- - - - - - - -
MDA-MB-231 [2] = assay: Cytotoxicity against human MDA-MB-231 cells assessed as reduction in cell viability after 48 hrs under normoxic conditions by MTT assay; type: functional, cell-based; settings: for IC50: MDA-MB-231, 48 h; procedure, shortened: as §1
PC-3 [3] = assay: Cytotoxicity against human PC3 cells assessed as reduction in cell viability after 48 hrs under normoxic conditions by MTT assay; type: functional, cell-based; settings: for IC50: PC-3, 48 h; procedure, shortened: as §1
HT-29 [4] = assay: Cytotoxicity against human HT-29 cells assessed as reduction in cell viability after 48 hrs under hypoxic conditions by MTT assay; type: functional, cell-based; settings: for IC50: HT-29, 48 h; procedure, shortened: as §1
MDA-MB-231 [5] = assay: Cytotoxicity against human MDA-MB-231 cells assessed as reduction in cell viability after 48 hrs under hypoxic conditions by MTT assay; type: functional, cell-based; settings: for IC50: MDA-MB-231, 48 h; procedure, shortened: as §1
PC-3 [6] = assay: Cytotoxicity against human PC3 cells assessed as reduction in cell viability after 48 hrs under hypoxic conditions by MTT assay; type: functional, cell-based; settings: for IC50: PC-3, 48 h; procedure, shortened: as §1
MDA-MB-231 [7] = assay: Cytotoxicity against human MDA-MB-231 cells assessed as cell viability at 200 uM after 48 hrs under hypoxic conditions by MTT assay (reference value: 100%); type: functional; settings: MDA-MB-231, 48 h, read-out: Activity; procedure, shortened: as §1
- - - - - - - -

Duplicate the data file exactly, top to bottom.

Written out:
MDA-MB-231 [2] = assay: Cytotoxicity against human MDA-MB-231 cells assessed as reduction in cell viability after 48 hrs under normoxic conditions by MTT assay; type: functional, cell-based; settings: for IC50: MDA-MB-231, 48 h; procedure, shortened: as §1
PC-3 [3] = assay: Cytotoxicity against human PC3 cells assessed as reduction in cell viability after 48 hrs under normoxic conditions by MTT assay; type: functional, cell-based; settings: for IC50: PC-3, 48 h; procedure, shortened: as §1
HT-29 [4] = assay: Cytotoxicity against human HT-29 cells assessed as reduction in cell viability after 48 hrs under hypoxic conditions by MTT assay; type: functional, cell-based; settings: for IC50: HT-29, 48 h; procedure, shortened: as §1
MDA-MB-231 [5] = assay: Cytotoxicity against human MDA-MB-231 cells assessed as reduction in cell viability after 48 hrs under hypoxic conditions by MTT assay; type: functional, cell-based; settings: for IC50: MDA-MB-231, 48 h; procedure, shortened: as §1
PC-3 [6] = assay: Cytotoxicity against human PC3 cells assessed as reduction in cell viability after 48 hrs under hypoxic conditions by MTT assay; type: functional, cell-based; settings: for IC50: PC-3, 48 h; procedure, shortened: as §1
MDA-MB-231 [7] = assay: Cytotoxicity against human MDA-MB-231 cells assessed as cell viability at 200 uM after 48 hrs under hypoxic conditions by MTT assay (reference value: 100%); type: functional; settings: MDA-MB-231, 48 h, read-out: Activity; procedure, shortened: as §1